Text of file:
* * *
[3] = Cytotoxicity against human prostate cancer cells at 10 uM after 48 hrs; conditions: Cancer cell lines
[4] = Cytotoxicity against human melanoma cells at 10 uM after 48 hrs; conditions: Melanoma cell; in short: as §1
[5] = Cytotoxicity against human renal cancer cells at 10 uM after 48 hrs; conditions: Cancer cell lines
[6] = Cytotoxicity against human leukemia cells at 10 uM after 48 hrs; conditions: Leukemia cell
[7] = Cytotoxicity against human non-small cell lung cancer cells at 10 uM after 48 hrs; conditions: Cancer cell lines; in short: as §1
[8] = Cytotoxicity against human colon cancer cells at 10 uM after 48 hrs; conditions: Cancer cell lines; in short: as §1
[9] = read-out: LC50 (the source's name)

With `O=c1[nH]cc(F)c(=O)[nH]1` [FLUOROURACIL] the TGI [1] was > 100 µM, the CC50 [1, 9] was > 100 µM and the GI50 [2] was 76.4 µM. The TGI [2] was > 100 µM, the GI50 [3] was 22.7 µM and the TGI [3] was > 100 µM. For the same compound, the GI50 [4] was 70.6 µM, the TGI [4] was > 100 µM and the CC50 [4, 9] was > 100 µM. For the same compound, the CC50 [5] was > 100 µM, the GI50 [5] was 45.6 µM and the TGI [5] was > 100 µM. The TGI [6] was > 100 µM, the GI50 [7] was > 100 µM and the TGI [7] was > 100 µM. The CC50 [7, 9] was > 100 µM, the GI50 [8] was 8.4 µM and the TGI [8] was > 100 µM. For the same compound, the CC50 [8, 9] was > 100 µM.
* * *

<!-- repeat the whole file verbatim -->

[3] = Cytotoxicity against human prostate cancer cells at 10 uM after 48 hrs; conditions: Cancer cell lines
[4] = Cytotoxicity against human melanoma cells at 10 uM after 48 hrs; conditions: Melanoma cell; in short: as §1
[5] = Cytotoxicity against human renal cancer cells at 10 uM after 48 hrs; conditions: Cancer cell lines
[6] = Cytotoxicity against human leukemia cells at 10 uM after 48 hrs; conditions: Leukemia cell
[7] = Cytotoxicity against human non-small cell lung cancer cells at 10 uM after 48 hrs; conditions: Cancer cell lines; in short: as §1
[8] = Cytotoxicity against human colon cancer cells at 10 uM after 48 hrs; conditions: Cancer cell lines; in short: as §1
[9] = read-out: LC50 (the source's name)

With `O=c1[nH]cc(F)c(=O)[nH]1` [FLUOROURACIL] the TGI [1] was > 100 µM, the CC50 [1, 9] was > 100 µM and the GI50 [2] was 76.4 µM. The TGI [2] was > 100 µM, the GI50 [3] was 22.7 µM and the TGI [3] was > 100 µM. For the same compound, the GI50 [4] was 70.6 µM, the TGI [4] was > 100 µM and the CC50 [4, 9] was > 100 µM. For the same compound, the CC50 [5] was > 100 µM, the GI50 [5] was 45.6 µM and the TGI [5] was > 100 µM. The TGI [6] was > 100 µM, the GI50 [7] was > 100 µM and the TGI [7] was > 100 µM. The CC50 [7, 9] was > 100 µM, the GI50 [8] was 8.4 µM and the TGI [8] was > 100 µM. For the same compound, the CC50 [8, 9] was > 100 µM.